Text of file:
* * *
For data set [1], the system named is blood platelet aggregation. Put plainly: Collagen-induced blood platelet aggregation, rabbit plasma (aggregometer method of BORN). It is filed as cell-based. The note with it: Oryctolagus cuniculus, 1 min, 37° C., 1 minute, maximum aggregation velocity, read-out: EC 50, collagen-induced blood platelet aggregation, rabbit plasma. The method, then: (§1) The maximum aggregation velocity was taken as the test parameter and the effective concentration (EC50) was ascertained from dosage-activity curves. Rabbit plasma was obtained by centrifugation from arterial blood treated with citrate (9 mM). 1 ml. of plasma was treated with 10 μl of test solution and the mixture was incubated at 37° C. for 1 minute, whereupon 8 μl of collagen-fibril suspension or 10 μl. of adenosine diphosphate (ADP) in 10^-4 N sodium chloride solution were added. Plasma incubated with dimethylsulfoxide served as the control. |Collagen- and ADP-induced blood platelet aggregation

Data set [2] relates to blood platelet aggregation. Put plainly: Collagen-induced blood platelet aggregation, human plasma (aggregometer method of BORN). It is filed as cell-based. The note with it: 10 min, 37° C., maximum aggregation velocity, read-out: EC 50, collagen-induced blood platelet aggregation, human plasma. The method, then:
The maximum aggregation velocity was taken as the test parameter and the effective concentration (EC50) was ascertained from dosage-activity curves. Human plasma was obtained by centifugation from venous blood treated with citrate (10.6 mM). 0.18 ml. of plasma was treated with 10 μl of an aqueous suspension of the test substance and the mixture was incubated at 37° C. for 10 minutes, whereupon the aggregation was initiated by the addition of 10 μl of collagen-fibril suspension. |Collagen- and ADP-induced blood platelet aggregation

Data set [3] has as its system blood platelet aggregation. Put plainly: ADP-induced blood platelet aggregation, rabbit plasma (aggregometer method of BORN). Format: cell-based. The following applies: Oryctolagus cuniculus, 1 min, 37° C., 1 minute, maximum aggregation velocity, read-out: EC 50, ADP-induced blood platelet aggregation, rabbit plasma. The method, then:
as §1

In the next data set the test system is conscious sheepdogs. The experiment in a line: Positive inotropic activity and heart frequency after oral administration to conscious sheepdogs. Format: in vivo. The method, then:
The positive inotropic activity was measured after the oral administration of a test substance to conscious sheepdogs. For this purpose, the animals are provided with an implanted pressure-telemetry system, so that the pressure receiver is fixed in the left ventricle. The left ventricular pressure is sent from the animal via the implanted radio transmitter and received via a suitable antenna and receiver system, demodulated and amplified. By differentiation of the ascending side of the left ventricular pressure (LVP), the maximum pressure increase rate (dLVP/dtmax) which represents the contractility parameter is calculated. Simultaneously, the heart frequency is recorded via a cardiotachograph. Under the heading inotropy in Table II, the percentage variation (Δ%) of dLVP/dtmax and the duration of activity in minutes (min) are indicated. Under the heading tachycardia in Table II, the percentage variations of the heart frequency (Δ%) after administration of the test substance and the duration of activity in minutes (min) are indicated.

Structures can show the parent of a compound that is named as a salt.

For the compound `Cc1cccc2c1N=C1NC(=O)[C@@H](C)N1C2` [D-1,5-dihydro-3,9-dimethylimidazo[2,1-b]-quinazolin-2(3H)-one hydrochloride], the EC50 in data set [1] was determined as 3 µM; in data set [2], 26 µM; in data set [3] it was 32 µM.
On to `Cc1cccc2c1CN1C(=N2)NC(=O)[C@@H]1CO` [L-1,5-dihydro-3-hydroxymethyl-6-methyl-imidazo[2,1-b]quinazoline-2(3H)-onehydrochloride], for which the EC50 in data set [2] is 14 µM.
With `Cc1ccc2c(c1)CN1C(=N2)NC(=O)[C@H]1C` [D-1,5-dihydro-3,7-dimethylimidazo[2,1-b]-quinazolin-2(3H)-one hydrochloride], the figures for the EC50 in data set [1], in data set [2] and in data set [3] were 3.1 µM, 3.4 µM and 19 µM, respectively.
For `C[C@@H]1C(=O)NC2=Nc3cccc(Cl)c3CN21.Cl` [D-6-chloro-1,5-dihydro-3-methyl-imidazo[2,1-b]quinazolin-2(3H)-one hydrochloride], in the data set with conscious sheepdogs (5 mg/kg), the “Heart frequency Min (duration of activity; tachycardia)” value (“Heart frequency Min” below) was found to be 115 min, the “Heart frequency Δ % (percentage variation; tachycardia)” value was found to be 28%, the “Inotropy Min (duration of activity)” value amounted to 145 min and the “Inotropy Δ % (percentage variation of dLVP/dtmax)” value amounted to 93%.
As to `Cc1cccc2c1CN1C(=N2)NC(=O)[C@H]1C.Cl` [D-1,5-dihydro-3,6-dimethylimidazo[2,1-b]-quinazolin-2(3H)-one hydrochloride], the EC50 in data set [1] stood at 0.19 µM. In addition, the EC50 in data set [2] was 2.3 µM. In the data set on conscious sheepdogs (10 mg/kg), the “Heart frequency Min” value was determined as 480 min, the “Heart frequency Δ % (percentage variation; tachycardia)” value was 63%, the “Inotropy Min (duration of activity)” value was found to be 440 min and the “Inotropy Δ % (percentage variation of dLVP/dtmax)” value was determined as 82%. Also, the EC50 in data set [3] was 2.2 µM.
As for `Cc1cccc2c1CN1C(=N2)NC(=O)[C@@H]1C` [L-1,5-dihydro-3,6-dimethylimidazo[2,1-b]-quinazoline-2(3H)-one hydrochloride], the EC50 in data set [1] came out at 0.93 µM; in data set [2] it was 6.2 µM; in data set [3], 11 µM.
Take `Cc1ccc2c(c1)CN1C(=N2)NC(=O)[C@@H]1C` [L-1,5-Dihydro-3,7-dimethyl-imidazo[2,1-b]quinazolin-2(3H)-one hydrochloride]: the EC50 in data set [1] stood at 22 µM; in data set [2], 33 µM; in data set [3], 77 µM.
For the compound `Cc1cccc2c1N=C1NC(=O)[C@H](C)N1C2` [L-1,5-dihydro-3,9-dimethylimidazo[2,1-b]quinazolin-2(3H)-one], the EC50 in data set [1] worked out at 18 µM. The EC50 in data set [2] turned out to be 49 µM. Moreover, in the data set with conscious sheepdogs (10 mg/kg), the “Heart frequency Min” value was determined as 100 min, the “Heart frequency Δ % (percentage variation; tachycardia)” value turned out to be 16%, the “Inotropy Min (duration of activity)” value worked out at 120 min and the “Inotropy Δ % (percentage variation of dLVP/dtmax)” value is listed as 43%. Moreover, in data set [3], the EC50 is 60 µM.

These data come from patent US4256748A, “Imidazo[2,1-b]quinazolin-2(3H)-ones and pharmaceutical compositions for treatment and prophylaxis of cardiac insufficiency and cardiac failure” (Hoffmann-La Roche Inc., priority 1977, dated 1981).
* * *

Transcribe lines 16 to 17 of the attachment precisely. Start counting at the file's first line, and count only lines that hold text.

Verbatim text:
For the compound `Cc1cccc2c1N=C1NC(=O)[C@H](C)N1C2` [L-1,5-dihydro-3,9-dimethylimidazo[2,1-b]quinazolin-2(3H)-one], the EC50 in data set [1] worked out at 18 µM. The EC50 in data set [2] turned out to be 49 µM. Moreover, in the data set with conscious sheepdogs (10 mg/kg), the “Heart frequency Min” value was determined as 100 min, the “Heart frequency Δ % (percentage variation; tachycardia)” value turned out to be 16%, the “Inotropy Min (duration of activity)” value worked out at 120 min and the “Inotropy Δ % (percentage variation of dLVP/dtmax)” value is listed as 43%. Moreover, in data set [3], the EC50 is 60 µM.

These data come from patent US4256748A, “Imidazo[2,1-b]quinazolin-2(3H)-ones and pharmaceutical compositions for treatment and prophylaxis of cardiac insufficiency and cardiac failure” (Hoffmann-La Roche Inc., priority 1977, dated 1981).